1. Is Princeton Seminary part of Princeton University?
No, Princeton Seminary is a free-standing graduate school of the Presbyterian Church (USA). It was established in 1812 as a post-graduate professional school of theology in the interest of advancing and extending the theological curricula and educating ministers of the church to serve in the expanding western frontier of the new nation. The College of New Jersey, chartered in 1746 also by Presbyterians to educate ministers, later expanded its mission beyond training clergy and grew to become Princeton University.

The Seminary and the University have a collegial and supportive relationship, with some exchange privileges in course enrollment as approved by faculty. The University stands at the center of the Princeton community, but it is not affiliated with the Seminary.

2. Is Princeton Seminary only for Presbyterians?
The Seminary has always maintained close ties with its parent denomination, the Presbyterian Church (U.S.A.) and the wider Reformed tradition. Princeton Theological Seminary is a denominational school with an ecumenical, interdenominational, and worldwide constituency. This is reflected in the faculty, in the curriculum of studies, and in the student body. The Seminary is committed to ecumenical dialogue and welcomes students from many other Protestant denominations, as well as from the Roman Catholic and Eastern Orthodox churches.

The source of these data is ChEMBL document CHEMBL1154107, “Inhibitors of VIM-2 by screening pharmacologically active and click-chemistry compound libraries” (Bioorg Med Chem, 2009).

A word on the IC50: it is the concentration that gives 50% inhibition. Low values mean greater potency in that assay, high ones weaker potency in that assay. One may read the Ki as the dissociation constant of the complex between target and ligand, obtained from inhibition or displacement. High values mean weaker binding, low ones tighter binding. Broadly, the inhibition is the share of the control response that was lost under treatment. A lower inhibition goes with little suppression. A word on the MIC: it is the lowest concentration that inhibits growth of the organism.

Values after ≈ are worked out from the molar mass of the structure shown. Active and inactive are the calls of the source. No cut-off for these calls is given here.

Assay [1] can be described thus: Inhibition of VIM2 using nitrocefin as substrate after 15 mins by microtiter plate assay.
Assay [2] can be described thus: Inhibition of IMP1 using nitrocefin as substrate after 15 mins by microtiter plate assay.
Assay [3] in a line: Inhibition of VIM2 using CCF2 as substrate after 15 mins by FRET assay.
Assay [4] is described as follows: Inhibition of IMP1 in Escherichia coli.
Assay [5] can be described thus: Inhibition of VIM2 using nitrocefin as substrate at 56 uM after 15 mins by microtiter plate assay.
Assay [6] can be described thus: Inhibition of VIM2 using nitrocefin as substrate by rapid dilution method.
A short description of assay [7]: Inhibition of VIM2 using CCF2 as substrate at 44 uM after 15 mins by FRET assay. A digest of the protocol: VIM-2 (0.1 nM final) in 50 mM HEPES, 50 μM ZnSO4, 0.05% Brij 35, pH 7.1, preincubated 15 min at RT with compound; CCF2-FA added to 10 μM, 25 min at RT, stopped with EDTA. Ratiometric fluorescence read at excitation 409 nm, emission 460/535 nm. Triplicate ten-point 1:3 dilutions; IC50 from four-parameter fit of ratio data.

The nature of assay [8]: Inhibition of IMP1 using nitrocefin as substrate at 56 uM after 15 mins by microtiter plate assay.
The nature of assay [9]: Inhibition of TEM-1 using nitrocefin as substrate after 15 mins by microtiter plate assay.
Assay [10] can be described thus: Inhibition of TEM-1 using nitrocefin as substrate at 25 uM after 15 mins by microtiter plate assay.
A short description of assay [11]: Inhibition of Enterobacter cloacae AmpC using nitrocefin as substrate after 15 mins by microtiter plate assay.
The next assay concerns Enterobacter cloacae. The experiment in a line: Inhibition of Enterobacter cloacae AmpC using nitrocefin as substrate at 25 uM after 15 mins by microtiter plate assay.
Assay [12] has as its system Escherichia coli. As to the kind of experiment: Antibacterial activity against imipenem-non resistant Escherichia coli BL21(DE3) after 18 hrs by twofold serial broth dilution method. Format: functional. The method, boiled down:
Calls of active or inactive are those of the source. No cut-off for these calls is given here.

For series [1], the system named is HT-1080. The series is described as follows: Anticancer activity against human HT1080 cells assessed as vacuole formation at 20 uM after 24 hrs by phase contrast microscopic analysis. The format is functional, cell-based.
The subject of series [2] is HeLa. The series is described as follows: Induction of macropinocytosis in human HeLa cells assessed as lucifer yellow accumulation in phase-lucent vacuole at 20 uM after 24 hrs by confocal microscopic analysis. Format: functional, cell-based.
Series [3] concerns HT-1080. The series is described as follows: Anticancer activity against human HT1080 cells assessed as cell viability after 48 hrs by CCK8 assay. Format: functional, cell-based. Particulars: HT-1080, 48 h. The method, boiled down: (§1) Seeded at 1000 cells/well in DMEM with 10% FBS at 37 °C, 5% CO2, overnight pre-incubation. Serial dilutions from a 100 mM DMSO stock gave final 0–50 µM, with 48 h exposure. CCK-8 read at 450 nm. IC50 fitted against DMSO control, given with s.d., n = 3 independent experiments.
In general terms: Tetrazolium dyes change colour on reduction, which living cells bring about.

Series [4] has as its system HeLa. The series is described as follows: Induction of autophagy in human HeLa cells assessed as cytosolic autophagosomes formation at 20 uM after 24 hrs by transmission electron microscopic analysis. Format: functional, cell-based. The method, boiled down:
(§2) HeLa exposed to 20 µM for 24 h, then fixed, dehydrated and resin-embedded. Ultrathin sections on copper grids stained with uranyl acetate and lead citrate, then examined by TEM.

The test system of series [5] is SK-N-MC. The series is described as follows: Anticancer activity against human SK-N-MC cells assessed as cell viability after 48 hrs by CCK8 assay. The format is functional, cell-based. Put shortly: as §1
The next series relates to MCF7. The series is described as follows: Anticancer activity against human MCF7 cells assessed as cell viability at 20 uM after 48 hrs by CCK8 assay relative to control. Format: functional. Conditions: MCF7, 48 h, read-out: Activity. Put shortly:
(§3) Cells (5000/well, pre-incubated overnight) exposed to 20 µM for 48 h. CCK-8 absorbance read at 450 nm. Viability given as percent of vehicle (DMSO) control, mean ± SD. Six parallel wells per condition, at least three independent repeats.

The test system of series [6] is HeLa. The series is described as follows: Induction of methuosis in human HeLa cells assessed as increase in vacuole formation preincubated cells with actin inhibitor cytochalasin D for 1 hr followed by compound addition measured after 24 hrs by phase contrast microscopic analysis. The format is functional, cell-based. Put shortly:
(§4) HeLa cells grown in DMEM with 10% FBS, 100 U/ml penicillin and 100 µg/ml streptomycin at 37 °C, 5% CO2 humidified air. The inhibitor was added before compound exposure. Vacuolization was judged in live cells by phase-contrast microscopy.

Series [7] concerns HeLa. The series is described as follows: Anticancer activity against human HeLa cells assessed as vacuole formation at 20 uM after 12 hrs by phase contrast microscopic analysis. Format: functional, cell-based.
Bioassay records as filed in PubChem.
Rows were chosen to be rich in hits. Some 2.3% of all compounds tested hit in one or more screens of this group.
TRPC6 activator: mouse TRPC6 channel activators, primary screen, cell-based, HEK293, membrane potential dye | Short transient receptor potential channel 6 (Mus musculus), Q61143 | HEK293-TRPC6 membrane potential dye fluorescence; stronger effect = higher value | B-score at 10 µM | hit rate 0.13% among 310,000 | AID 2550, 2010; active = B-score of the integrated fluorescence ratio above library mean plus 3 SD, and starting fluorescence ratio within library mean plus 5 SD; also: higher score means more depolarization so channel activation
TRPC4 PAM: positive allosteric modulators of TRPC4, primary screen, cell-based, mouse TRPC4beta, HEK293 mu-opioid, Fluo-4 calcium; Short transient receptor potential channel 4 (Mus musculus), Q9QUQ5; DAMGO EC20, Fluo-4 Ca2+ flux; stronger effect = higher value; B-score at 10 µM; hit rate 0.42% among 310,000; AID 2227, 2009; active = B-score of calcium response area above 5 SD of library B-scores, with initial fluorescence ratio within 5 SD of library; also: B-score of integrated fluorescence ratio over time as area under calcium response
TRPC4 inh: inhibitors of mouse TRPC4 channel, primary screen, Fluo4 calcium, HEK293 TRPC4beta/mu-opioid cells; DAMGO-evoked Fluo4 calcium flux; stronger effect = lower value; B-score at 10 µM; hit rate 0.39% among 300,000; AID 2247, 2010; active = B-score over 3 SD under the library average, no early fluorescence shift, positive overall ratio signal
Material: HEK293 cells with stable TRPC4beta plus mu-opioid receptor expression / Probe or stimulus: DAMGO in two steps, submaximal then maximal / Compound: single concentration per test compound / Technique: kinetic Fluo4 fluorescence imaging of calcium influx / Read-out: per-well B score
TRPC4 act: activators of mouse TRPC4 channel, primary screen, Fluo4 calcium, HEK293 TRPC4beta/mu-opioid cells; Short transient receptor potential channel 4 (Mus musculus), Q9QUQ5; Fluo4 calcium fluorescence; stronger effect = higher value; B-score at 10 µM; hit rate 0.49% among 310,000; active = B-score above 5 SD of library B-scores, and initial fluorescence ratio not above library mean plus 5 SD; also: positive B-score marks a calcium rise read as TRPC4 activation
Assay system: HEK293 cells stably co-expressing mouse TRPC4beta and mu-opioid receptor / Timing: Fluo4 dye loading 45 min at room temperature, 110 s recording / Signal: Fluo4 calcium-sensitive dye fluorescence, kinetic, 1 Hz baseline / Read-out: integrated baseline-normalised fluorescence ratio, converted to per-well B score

3. When will the new library be open?
The building is scheduled to be completed in late November 2012, but the formal dedication of the new library building will take place during the fall of 2013.

4. Who can use the Princeton Seminary library?
The Princeton Seminary Library offers complimentary library privileges to faculty, staff, students, and visiting scholars from a number of institutions, including Princeton University, the Institute for Advanced Study, Center of Theological Inquiry, Westminster Choir College, and the Southeastern Pennsylvania Theological Library Association's (SEPTLA) network of member libraries. Alums have borrowing privileges, but must register first. If you are not a PTS student, graduate, or faculty/staff member or do not have access through another institution, you are welcome to visit and use materials on the premises.